Unemployment claims drop to lowest ahead of elections

New filings for unemployment claims dropped to 787,700, last week, the lowest since March 14. Continuing claims also dropped more than 1 million.

According to a Dow Jones economists' survey, unemployment claims for the week ending October 17 was expected to be 875,000. Thus, there was a significant difference of 73,000 from the previous week which was 842,000.

The decline in weekly unemployment claims has shown that there is progress, but the numbers still exceed the levels in previous recessions and economic declines. While the numbers may have fallen by half, people still receiving unemployment benefits in the U.S. are altogether more than 23 million.

“Some recovery is better than no recovery, but we want this to be stronger,” said Ernie Tedeschi, managing director and policy economists at Evercore ISI. “It’s at risk of getting knocked off its slow momentum if we get another shock, another wave of the virus.”

The last time weekly unemployment claims fell below one million was on March 14 at 282,000, just before the wave of the coronavirus hit the U.S., forcing millions of Americans into unemployment.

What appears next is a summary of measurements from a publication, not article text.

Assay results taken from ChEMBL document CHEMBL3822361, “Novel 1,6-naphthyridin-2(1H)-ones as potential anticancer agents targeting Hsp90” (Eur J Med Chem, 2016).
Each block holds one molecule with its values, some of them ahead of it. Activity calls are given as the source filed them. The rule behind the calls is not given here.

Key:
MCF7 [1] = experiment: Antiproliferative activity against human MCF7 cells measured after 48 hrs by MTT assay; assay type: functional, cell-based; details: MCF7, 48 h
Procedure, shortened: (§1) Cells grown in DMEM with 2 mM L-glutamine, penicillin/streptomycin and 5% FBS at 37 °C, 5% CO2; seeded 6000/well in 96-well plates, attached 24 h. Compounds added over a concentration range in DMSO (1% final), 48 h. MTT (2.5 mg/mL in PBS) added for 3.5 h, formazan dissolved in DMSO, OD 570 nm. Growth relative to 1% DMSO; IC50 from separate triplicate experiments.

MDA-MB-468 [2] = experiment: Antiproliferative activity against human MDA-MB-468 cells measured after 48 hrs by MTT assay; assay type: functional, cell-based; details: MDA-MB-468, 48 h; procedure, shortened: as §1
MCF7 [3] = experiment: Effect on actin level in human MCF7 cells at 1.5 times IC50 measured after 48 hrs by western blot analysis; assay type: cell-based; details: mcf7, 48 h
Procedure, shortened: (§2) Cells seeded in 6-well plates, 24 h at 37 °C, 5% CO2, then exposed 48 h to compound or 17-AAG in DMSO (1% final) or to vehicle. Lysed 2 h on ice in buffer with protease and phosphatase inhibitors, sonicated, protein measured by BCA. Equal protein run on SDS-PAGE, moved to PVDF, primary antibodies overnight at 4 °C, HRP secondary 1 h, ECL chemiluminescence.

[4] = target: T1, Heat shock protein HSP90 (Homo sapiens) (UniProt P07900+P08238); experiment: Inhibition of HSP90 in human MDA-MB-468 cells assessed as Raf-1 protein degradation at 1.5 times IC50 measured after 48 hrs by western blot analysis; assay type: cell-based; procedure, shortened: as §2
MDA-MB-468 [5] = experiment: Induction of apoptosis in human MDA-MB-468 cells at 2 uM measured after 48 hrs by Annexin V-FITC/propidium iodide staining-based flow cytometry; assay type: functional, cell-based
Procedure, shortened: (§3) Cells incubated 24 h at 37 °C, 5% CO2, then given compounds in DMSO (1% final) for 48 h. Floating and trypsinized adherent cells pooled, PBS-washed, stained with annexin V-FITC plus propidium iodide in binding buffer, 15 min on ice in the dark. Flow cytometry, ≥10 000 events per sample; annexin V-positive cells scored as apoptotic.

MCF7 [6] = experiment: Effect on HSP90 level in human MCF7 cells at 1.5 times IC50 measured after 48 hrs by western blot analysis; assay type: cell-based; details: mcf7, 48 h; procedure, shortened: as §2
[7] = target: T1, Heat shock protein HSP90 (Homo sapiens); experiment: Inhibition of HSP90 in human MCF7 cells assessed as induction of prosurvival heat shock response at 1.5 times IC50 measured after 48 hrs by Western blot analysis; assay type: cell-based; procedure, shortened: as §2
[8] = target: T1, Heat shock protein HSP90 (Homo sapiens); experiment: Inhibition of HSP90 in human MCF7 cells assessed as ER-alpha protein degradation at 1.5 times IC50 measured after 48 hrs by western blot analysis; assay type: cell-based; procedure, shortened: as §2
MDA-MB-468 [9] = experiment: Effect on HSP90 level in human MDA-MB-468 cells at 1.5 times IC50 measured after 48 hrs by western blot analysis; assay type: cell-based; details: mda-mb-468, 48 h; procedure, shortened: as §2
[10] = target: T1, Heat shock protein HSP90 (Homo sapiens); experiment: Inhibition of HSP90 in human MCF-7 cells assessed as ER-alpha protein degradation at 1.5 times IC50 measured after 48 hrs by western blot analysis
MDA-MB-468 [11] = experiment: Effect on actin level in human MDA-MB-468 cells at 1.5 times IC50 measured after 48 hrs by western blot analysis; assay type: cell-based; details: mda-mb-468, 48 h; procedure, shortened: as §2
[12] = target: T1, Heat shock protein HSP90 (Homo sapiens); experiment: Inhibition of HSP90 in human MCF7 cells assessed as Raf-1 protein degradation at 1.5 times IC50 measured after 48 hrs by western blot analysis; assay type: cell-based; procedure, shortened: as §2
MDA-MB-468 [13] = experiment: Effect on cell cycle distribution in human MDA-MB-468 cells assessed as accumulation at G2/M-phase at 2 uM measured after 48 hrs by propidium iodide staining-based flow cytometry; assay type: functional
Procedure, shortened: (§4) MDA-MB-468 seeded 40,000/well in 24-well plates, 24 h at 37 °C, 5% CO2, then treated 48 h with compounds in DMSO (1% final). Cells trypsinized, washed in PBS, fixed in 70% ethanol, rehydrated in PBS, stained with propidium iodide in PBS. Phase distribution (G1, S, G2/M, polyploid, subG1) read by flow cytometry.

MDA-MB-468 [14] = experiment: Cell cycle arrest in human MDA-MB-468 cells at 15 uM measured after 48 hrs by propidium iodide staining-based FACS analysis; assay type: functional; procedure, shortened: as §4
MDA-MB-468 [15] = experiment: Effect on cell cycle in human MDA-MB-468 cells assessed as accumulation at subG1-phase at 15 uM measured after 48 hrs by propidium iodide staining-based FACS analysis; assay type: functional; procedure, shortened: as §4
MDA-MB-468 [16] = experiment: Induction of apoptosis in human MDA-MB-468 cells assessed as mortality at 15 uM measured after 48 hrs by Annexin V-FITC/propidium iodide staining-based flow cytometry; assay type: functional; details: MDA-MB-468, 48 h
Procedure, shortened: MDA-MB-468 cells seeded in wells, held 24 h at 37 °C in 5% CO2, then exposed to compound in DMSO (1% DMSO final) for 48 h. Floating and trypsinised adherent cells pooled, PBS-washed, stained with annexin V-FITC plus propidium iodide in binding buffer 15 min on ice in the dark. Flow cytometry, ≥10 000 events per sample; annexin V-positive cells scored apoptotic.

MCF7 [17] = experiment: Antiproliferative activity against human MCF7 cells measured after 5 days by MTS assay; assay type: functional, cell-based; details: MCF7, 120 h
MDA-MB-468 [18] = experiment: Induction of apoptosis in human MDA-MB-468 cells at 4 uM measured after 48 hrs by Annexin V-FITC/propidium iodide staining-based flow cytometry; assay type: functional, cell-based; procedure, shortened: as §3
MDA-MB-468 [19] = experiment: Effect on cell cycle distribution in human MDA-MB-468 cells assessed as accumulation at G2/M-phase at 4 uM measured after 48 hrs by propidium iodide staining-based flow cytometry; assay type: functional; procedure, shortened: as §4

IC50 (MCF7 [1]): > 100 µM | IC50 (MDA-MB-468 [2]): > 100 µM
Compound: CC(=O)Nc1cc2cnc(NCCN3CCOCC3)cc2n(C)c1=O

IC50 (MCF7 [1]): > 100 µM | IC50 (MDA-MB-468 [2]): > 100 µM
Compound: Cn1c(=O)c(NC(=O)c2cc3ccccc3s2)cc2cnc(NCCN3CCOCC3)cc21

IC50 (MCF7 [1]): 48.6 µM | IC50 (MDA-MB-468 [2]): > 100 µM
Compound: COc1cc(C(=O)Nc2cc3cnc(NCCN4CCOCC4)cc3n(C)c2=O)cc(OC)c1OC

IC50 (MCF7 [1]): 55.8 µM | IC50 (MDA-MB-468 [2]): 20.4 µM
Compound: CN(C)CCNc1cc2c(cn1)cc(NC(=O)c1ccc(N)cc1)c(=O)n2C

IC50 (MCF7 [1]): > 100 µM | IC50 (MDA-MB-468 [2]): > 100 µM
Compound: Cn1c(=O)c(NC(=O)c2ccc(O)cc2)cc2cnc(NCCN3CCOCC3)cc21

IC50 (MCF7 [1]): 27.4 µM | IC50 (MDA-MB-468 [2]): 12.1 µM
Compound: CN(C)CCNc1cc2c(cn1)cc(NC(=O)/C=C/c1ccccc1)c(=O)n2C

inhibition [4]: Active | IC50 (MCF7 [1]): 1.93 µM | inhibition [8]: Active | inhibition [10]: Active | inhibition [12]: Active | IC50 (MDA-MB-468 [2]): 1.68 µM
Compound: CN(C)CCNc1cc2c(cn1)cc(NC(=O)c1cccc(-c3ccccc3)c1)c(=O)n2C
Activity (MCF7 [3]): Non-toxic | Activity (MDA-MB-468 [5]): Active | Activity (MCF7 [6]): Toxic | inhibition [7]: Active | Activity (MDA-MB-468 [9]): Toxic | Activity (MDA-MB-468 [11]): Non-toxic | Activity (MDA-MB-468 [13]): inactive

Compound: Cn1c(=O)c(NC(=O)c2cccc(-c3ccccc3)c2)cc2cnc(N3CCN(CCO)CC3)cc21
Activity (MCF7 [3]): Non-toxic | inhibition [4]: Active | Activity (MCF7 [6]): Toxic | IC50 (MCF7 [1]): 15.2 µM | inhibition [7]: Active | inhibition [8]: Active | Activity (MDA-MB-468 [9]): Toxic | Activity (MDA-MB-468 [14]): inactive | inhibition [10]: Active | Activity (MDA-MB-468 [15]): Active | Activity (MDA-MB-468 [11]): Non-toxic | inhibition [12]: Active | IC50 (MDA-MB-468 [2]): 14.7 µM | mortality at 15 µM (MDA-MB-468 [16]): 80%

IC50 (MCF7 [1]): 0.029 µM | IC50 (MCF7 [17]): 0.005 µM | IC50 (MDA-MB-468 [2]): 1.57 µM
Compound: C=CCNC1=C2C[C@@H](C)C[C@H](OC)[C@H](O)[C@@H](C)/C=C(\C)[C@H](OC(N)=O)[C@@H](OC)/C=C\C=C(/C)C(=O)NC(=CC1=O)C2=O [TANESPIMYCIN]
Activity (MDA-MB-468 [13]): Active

With a new stimulus package yet to be passed and a coronavirus vaccine yet to be developed, millions of Americans are still out of work. However, the dramatic drop in unemployment claims can be linked to the migration of beneficiaries who have exhausted their regular benefits, to the Pandemic Unemployment Assistance emergency compensation program.

The total number of recipients under the emergency compensation program increased by 509,828 to 3.3 million, in the week that ended October 3. Recipients will be given an extra 13 weeks of compensation after they exhaust their benefits in the initial 26 weeks of eligibility.

There has also been progress in the decline of continuing claims as the numbers dropped by 1.2 million from the previous two weeks.

“We’re happy to see continuing claims fall, but the decline – even allowing for the PEUC/extended benefits effect – does not map one-to-one onto rising payrolls,” said Pantheon Macroeconomics’ chief economist Ian Shepherdson. “Some people no longer claiming benefits may have dropped out of the labor force, while some might have taken non-payroll gig or freelance jobs. Moreover, continuing claims lag initial claims, so if initial claims start rising again, continuing claims will follow.”

Chief U.S. financial economist at Oxford Economics said the unemployment claims are still very high, and “the lack of continuing fiscal aid for the unemployed is going to weigh on consumer attitudes and consumer spending.” Adding that it is a painful reality for households that are depending on the stimulus package.


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